Your Guide to Having a Blast in Luxor & Aswan

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If you’re into Social Media and usually have FOMO seizures, you’d probably have noticed that there’ve been huge waves of Egyptians heading to Luxor and Aswan to spend their Winter Mid-Year vacations. Whether this has to do with the fact that the raving USD exchange rates that will probably keep a whole amount of wandering Egyptians at home discovering their own homeland, or because some Egyptian destinations are unfortunately begging for some touristic attention since 2011 and the upheavals that we’ve been witnessing and have tarnished our image worldwide, the point is thankfully Egyptians are getting closer to their own roots.

Luckily, I’ve been one of those lucky ones who finally got to travel all the way from Alexandria in the top north to Luxor which appeared to me in the other side of the world. In this article, I will try to sum up my 5-day experience there and give you some tips related to the Dos and DONTs if you make up your mind and decide to get a little glimpse of our ancient civilization.

Transportation & Cost

It is no secret that internal flight tickets are so pricey, especially Egypt Air which ironically has always been ridiculed for their awful service. One thing that helped me get some reasonably affordable tickets was that I was part of a large group from my own work-place and that we got the price-offer back in 2016, as there were predictions that prices would even go crazier in 2017. One other crucial element was that I got my plane from Cairo not from Alexandria. Yes, that has been very hectic and tiresome, especially that my mother was travelling with me and I was so concerned that she’d be exhausted, yet still that was a much better option than travelling by a train from Cairo and spend over 14 hours crippled in a stifling place. For the whole trip, I paid EGP 4750 per person (double room for 4 nights, full board accommodation and all tickets to the sites we have visited). Just make sure that when you contact a travel agency that you bring about a bunch of your friends, so as to make a good deal and reduce the price as much as you can.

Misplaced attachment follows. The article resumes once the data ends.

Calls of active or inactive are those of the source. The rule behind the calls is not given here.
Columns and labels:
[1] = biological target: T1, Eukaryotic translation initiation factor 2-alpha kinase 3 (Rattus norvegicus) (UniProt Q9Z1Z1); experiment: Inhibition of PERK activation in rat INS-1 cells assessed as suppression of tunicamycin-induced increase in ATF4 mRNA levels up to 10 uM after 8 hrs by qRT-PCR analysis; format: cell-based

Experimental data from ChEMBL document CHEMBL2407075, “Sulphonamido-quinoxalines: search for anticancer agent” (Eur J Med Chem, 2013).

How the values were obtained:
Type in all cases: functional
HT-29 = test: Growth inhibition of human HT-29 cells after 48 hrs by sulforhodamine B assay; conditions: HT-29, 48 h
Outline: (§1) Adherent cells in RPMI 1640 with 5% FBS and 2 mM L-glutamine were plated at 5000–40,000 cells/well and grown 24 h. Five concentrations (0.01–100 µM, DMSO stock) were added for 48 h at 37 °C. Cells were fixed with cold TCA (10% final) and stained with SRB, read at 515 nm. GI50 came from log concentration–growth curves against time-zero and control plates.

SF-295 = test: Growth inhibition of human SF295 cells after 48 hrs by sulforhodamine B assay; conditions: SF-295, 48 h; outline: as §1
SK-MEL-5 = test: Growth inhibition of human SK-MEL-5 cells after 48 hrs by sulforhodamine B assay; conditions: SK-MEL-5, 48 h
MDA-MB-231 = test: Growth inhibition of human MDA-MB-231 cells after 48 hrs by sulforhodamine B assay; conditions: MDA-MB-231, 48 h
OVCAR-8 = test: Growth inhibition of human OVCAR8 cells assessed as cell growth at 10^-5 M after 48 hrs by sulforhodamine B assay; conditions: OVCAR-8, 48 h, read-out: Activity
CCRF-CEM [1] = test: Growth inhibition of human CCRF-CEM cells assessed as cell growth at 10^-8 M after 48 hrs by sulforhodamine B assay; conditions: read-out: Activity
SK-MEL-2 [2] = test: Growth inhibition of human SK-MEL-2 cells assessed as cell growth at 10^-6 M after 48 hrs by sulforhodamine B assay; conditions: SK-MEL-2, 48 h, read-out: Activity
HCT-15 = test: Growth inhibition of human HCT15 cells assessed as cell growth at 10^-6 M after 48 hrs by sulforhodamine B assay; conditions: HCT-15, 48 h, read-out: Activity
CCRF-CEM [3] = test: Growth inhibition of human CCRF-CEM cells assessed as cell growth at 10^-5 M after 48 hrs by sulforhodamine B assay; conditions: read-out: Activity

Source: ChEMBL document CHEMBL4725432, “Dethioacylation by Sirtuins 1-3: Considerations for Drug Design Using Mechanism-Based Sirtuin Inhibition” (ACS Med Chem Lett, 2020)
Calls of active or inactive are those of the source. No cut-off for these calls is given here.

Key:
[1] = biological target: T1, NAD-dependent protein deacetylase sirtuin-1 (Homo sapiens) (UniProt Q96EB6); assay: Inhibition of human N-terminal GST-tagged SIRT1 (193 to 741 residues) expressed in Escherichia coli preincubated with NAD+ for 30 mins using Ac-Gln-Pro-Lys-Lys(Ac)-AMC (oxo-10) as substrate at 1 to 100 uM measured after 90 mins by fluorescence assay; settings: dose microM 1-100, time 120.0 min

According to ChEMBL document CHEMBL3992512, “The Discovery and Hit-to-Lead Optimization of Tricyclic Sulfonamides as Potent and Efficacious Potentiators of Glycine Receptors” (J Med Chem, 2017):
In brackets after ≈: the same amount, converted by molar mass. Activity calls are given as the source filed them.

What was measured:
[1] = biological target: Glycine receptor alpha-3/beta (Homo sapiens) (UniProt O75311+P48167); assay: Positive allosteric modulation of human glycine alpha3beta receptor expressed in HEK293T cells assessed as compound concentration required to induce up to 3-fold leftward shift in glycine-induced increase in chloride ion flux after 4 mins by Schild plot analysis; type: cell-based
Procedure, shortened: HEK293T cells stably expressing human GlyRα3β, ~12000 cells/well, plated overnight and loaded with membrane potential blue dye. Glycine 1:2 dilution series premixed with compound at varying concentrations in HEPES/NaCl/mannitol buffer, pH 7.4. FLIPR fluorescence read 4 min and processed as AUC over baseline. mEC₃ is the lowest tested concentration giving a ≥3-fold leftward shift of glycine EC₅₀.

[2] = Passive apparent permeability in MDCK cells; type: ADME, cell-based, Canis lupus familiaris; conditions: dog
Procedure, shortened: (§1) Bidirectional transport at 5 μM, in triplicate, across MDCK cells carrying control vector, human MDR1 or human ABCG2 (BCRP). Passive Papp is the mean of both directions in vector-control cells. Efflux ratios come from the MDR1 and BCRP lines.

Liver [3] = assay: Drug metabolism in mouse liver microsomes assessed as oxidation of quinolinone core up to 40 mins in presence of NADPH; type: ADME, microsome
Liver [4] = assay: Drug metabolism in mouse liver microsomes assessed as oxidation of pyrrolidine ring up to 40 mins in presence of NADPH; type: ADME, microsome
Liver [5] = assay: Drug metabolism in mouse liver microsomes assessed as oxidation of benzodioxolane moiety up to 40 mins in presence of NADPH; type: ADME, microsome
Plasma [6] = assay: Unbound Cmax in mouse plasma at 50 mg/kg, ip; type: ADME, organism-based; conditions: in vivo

Accommodation

So many people fall into a trap of staying in conventional hotels either in Luxor or Aswan and then move either by train or plane between both cities and cause extra fees, but one key element to enjoying your trip and getting to see as many gorgeous places as possible is getting yourself on a cruise ship. I have been on Farah Cruise ship that started from Luxor and landed in Aswan eventually. The cruise ship was a deluxe one, with high-quality service and very nice rooms. It was like being in a 5-star hotel, but with even a better ever-changing view. If there is one downside to being on a cruise is that you’d have to stick to very intense schedule. I usually started my day at 6:00 AM, as the bus was waiting to drop us off at the touristic sites around 7:30 AM. Sticking to the clock is very crucial as for the navigation schedule.